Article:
Posted in Album Reviews

The Cars – Candy-O (1979)

Candy-O

Released just one year after the self-titled debut, 1979’s Candy-O is another batch of new wave tracks written by Ric Ocasek. Like it’s predecessor, Candy-O is produced by Roy Thomas Baker but this one also features memorable art work by pin-up artist Alberto Vargas as suggested by drummer David Robinson.

The band’s first top 20 hit appears with the first track “Let’s Go”. Destined to be one of their classic singles, bassist Benjamin Orr sings about a teenage girl with a budding interest in the nightlife, the simple keyboard line is punctuated by handclaps and a shouted “Let’s Go!” in the chorus.  Second single “It’s All I Can Do” is an understated track that sounds similar to Tom Petty with a nice synth in the chorus. “Double Life” compares driving to life and relationships, it gets pumped up by the drums in the refrain.  The title track is harder driving with keyboard squiggles throughout.

For most bands, it would have been nearly impossible following up a debut where virtually every track is now considered a classic.  But here, The Cars do a fine job on an album that would peak at #3 on the Billboard albums chart. The singles are the more memorable tracks but songs such as “Since I Held You”, “Night Spots”, and “Lust for Kicks” are all solid.  Candy-O is another fine example of 70s power pop from the band that still endures.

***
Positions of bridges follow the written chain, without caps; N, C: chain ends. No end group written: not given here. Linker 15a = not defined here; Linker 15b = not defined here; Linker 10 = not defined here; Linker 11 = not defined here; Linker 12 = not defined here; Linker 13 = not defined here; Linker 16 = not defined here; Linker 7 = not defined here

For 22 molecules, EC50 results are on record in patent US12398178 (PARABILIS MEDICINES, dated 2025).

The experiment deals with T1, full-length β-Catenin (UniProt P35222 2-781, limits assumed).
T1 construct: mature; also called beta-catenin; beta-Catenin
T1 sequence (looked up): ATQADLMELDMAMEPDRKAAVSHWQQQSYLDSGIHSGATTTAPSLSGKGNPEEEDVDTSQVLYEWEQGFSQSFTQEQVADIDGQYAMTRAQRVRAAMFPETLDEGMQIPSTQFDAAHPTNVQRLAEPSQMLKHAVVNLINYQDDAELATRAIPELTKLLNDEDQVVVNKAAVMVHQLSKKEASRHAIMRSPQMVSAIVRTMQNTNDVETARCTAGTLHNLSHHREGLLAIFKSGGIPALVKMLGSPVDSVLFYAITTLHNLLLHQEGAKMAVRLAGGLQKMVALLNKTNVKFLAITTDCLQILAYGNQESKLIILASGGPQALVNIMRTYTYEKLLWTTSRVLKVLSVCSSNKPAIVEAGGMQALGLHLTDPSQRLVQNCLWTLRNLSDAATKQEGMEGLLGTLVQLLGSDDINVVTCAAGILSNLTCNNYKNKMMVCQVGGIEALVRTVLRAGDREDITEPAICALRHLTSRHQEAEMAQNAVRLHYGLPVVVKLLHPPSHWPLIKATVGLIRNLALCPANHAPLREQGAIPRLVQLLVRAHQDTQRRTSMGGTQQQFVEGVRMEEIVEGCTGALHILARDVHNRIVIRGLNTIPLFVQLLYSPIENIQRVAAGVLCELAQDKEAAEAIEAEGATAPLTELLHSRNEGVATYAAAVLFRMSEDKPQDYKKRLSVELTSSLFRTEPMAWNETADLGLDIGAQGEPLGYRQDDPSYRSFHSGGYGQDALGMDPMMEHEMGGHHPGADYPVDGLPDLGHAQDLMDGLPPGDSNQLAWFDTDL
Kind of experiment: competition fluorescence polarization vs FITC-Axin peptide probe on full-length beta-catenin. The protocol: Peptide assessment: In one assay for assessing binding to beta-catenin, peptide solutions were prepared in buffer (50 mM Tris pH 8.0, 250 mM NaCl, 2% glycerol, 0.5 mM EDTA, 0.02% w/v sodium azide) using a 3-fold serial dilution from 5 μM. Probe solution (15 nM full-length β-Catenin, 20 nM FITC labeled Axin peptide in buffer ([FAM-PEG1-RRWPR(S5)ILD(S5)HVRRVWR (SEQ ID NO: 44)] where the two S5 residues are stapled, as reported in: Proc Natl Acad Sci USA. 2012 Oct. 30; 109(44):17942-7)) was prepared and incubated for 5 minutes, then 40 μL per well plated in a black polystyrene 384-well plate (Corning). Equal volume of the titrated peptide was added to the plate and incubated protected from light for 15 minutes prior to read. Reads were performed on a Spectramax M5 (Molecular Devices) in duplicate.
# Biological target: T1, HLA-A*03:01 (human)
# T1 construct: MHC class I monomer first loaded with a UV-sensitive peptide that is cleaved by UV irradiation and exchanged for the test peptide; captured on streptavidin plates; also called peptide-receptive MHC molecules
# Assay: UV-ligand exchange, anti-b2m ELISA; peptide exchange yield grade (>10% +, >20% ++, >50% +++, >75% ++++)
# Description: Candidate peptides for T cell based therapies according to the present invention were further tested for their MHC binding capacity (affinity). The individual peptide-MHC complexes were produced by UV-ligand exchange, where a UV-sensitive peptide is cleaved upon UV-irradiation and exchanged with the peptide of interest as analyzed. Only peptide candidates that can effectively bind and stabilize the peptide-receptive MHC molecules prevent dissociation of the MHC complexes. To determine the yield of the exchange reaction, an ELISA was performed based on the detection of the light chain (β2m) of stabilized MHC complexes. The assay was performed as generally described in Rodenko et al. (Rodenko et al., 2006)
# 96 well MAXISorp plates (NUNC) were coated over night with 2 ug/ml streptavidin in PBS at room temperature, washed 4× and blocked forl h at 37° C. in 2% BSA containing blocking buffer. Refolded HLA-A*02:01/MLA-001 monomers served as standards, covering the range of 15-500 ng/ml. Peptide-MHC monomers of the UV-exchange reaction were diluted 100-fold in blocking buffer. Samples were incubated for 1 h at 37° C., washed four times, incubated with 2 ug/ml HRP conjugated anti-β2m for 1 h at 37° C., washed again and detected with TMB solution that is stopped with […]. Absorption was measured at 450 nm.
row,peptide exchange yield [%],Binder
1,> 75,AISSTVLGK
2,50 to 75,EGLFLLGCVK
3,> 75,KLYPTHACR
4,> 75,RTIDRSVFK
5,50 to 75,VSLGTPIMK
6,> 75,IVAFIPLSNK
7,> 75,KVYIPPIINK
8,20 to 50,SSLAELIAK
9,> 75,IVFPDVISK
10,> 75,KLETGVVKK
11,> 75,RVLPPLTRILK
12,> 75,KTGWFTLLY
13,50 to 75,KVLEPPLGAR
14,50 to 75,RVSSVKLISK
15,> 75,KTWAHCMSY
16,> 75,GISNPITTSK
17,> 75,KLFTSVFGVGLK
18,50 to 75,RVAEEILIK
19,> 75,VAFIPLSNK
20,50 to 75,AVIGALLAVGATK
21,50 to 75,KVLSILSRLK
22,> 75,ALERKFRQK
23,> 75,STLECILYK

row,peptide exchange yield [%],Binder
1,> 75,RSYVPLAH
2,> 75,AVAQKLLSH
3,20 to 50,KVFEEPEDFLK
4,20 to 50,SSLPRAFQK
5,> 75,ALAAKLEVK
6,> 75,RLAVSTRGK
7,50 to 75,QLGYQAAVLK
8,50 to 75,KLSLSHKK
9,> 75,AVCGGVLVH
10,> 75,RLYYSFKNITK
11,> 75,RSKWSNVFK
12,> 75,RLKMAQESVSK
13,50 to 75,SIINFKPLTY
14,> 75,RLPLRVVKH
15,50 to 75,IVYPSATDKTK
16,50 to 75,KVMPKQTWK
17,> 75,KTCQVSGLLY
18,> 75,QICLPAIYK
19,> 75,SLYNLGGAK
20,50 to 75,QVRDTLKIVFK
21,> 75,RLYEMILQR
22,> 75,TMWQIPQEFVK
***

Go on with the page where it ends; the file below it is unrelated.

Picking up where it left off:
9/10

Posted in Album Reviews

The Cars – The Cars (1978)

Originating in Boston in the mid-70s, The Cars released their self-titled debut in the early summer of 1978.  Forever featured on compilations like Time Life Collections, the band was at the foreground of the new wave scene.  Adding synthesizers to classic, but minimalist songwriting proved to be a winner. Though none of the three official singles cracked the top 25, the album stayed on the charts for a mind boggling 139 weeks with most of the tracks being played endlessly on AOR radio stations.

In 2002, Elektra Records released The Cars compilation Complete Greatest Hits that pulled 6 of the 9 songs from the debut.  The three aforementioned singles; “Good Times Roll”, “My Best Friend’s Girl”, and “Just What I Needed”, are all classic American rock songs.  80s teenage movie goers will always remember “Moving In Stereo” being used to great effect in Fast Times at Ridgemont High.  Of the tracks not appearing on the greatest hits collection, only “I’m In Touch with your World” suffers from a bit too much artiness.  “Don’t Cha Stop” is a fun upbeat romp and “All Mixed Up” pushes the synthesizers to the foreground, adds some atmosphere with Queen like group singing and a fine sax solo at the end. 

The Cars debut features the songwriting of bandleader Ric Ocasek who wrote all the tracks with help from keyboardist Greg Hawkes on “Moving In Stereo”.  Bassist Benjamin Orr takes over lead vocals on several tracks including “Just What I Needed” and sounds very similar to Ocasek’s so blends in seamlessly.  Along with guitarist Elliot Easton and drummer David Robinson, The Cars was one of the best debut albums of the 1970s.

10/10